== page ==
On a motion to dismiss for failure to state a claim pursuant to Federal Rule of Civil Procedure 12(b)(6), the allegations in the complaint are accepted as true, and all reasonable inferences must be drawn in favor of the plaintiff. McCarthy v. Dun & Bradstreet Corp., 482 F.3d 184, 191 (2d Cir. 2007). The Court's function on a motion to dismiss is "not to weigh the evidence that might be presented at a trial but merely to determine whether the complaint itself is legally sufficient." Velez v. Levy, 401 F.3d 75, 80 (2d Cir. 2005) (internal quotation marks and citation omitted). The Court should not dismiss the Complaint if the plaintiff has stated "enough facts to state a claim to relief that is plausible on its face." Bell Atl. Corp. v. Twombly, 550 U.S. 544, 570 (2007).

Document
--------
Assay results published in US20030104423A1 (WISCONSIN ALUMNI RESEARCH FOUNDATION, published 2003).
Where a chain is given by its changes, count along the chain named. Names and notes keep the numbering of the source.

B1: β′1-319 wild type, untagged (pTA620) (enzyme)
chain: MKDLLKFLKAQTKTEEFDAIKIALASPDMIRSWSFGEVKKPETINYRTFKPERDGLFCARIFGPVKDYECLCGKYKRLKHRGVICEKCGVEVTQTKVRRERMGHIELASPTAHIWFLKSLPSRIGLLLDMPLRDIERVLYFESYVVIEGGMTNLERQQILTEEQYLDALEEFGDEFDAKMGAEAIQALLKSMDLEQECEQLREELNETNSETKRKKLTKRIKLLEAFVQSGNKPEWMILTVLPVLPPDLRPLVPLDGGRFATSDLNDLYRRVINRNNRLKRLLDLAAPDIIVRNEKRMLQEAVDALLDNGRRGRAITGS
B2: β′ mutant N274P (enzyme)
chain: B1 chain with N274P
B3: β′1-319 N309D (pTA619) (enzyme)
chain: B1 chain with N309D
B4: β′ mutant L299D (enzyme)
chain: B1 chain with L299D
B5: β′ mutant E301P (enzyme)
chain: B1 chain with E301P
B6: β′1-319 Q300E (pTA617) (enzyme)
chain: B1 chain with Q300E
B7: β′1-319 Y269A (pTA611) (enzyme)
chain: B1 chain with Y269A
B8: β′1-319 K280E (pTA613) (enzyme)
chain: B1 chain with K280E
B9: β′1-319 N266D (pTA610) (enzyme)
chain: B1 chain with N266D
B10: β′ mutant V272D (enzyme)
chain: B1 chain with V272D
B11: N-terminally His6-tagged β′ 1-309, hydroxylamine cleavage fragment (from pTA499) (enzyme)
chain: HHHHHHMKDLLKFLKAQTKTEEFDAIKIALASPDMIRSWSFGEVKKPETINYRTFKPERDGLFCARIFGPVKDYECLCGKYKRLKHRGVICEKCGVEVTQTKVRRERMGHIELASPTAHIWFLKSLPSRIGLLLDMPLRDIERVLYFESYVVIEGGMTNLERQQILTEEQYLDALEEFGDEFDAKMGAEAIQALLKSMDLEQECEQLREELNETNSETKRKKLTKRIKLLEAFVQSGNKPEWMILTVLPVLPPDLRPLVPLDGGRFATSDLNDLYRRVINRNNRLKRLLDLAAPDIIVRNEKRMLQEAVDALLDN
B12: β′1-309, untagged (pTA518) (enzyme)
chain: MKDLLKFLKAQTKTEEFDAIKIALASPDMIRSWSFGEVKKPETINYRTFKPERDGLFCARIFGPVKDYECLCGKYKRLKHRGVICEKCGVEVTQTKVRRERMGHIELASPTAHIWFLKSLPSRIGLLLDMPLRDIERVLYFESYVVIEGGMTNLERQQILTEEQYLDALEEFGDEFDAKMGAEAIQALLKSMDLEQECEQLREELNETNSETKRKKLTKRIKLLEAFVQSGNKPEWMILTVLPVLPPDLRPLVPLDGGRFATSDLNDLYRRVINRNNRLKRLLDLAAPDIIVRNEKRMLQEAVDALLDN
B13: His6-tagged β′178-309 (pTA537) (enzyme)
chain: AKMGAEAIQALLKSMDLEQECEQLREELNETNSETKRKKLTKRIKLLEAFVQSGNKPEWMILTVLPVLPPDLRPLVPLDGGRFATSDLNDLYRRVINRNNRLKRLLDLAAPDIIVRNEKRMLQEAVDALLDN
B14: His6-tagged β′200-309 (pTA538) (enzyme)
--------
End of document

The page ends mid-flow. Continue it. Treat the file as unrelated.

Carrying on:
"A claim has facial plausibility when the plaintiff pleads factual content that allows the court to draw the reasonable inference that the defendant is liable for the misconduct alleged." Ashcroft v. Iqbal, 129 S. Ct. 1937, 1949 (2009). While detailed factual allegations are not required, the pleading must include more than an "unadorned, the-defendant-unlawfully-harmed-me accusation," "'labels and conclusions,'" "'a formulaic recitation of the elements of a cause of action,'" or "'naked assertion[s].'" Id. (alteration in original) (quoting Twombly, 550 U.S. at 555, 557). Accordingly, the basic principle that a court must accept all allegations as true is inapplicable to either legal conclusions or "mere conclusory statements." Id. A court can thus begin its analysis of the sufficiency of pleadings "by identifying pleadings that, because they are no more than conclusions, are not entitled to the assumption of truth." Id. at 1950. "When there are well-pleaded factual allegations, a court should assume their veracity and then determine whether they plausibly give rise to an entitlement to relief." Id.